Street food and urban and periurban agriculture and horticulture: perspectives for a strategic coalition towards food security

Dear FSN Forum members,

I am very glad to be the facilitator of this second online discussion about street food vending.

My name is Stefano Marras. I am currently a postdoctoral fellow at the Department of Business Administration, Finance, Management and Law, and at the Department of Sociology and Social Research of the University of Milan-Bicocca, Italy.

The aim of this second discussion is to share perspectives on actual and potential links between street food vending and urban and periurban agriculture and horticulture (UPA), analyzing if and in which way such links may represent the basis for possible strategies to enhance food security in urban areas.

This discussion will be an opportunity to expand and strengthen the network of specialists involved in street food trade and governance worldwide.


Urban food security depends on food availability, access, and quality over time. With the rapid growth of the urban population and the low nutritional levels of the urban and peri-urban poor, there is tremendous scope for increasing supply of accessible, safe and nutritious food, while ensuring its sustainable production. Academics, FAO, WHO, all recognized street food – i.e. ready-to-eat foods and beverages prepared and/or sold by vendors or hawkers, in the street and similar locations – and urban and peri-urban agriculture and horticulture (UPA) – the growing of plants and the raising of animals within and around cities – as having the potential to help achieve food security in urban areas.

Street foods account for a significant proportion of daily urban food consumption for millions of low- and middle-income consumers in urban areas, representing the least expensive and most accessible means of obtaining a nutritionally balanced meal outside the home (provided that the consumer is informed and able to choose an appropriate combination of foods). In addition, the preparation and sale of street food provides a regular source of income for millions of men and women with limited financial, social, and cultural capital, since the start-up investment and the overheads are relatively low, and cooking requires little or no formal training.

Within this framework, UPA can provide street food vendors fresh, nutritious, less expensive ingredients. Although in most cities in developing countries an important part of urban agricultural production is for self-consumption, the importance of the market-oriented urban agriculture, both in volume and economic value, should not be underestimated. Research has shown that market-oriented, small-scale urban agriculture is often more profitable than small-scale agricultural production in rural areas and generates incomes above formal minimum wage level. A comparative advantage for the urban producers is their close proximity to the urban consumers. Urban vegetable growers spend less on transport, packaging and storage, and can sell directly through street food stands and market stalls. The urban grower can capture as much as 50-75 percent of the retail price, depending on the marketing system, whereas the rural farmer may receive more typically 15-40 percent.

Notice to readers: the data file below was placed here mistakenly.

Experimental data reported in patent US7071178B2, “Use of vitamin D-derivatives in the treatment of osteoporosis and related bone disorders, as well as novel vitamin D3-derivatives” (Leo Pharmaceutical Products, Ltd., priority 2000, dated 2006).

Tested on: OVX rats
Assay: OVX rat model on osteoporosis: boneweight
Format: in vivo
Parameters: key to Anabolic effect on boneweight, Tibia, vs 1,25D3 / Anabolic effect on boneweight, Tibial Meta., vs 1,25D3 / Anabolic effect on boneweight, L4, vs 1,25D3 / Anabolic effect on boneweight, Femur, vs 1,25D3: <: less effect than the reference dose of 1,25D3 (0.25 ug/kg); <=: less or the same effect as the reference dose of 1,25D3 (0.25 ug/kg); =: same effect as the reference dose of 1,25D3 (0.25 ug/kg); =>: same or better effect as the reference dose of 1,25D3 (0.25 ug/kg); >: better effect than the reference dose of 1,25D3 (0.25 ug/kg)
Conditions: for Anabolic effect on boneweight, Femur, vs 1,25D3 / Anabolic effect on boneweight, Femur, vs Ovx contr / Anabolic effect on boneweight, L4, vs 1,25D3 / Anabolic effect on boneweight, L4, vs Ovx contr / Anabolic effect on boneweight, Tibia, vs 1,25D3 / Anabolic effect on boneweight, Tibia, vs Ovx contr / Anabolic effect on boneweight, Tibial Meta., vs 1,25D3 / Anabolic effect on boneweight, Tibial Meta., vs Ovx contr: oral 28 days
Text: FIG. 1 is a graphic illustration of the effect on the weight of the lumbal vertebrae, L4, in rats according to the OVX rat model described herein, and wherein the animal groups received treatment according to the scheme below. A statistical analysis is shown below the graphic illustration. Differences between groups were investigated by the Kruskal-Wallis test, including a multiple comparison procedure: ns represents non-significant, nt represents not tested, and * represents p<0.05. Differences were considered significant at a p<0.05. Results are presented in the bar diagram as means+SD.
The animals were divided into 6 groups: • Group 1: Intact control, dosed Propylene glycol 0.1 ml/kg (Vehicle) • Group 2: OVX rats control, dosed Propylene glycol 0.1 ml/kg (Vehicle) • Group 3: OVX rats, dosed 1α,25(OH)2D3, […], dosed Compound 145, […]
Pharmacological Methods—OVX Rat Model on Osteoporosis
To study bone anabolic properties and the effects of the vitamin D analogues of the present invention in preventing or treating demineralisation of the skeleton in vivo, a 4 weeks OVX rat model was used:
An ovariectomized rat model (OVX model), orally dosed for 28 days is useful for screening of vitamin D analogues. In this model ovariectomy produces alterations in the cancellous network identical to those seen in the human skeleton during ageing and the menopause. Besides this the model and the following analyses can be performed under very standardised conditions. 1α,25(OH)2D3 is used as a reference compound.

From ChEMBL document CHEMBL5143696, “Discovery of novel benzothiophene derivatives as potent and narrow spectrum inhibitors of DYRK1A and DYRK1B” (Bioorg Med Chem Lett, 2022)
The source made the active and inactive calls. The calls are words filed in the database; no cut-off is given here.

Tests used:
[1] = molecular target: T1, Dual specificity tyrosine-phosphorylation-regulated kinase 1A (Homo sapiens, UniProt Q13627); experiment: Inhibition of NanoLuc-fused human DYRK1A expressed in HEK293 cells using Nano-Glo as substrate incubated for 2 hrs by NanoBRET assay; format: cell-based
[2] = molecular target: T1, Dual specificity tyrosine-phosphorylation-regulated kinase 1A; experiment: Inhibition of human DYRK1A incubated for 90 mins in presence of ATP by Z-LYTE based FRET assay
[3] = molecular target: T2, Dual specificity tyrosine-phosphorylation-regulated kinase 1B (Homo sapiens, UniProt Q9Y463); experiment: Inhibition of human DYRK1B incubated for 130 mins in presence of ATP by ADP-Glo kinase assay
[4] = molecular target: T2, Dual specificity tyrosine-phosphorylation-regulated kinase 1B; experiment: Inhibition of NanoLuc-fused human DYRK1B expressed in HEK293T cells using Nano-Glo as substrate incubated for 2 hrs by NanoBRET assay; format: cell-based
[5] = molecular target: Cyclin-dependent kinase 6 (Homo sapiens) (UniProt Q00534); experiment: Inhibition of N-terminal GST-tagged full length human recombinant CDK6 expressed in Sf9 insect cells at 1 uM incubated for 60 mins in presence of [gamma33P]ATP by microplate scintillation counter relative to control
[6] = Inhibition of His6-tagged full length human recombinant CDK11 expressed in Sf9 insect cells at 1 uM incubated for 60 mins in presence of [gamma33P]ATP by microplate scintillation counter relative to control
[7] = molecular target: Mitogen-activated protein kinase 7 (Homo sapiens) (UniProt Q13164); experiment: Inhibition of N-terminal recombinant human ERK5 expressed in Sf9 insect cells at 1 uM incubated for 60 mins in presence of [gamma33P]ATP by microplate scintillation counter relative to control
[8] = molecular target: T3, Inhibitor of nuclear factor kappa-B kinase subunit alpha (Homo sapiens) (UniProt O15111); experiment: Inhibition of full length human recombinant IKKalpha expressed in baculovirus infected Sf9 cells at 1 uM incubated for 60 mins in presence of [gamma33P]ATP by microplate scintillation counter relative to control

Local food production can be an important source of supply of fresh vegetables for street food preparation. Since locally produced food requires less transportation and refrigeration, it can supply nearby markets with fresher and more nutritious products at competitive prices. Food growing in cities, thus, can and does help improve the quality of people’s diets by providing a greater choice of fresh fruits and vegetables at better prices, particularly to people in the low-income bracket. More common street foods, in most countries, are based on animal-source ingredients often derived from animals kept in cities, there where the commercial peri-urban production of livestock is an extremely fast-growing sector, representing 34 percent of total meat production and nearly 70 percent of egg production worldwide). Nonetheless, fresh salad preparations have increasingly become an integral component of street food sold in cities like Accra, Ghana, and Santiago, Chile. Some urban and peri-urban farmers are even moving towards intensive production of high value-added produce, rather than basic food stuffs; such activities can become major sources of income for more sophisticated members of the population who have investment capacity.

In Bogota, Colombia we can see another trend in direct marketing, wherein the farmers-producer and retailer sit on the board of the corporation and jointly decide what will be produced when. This trend and others are also supported by new communications systems.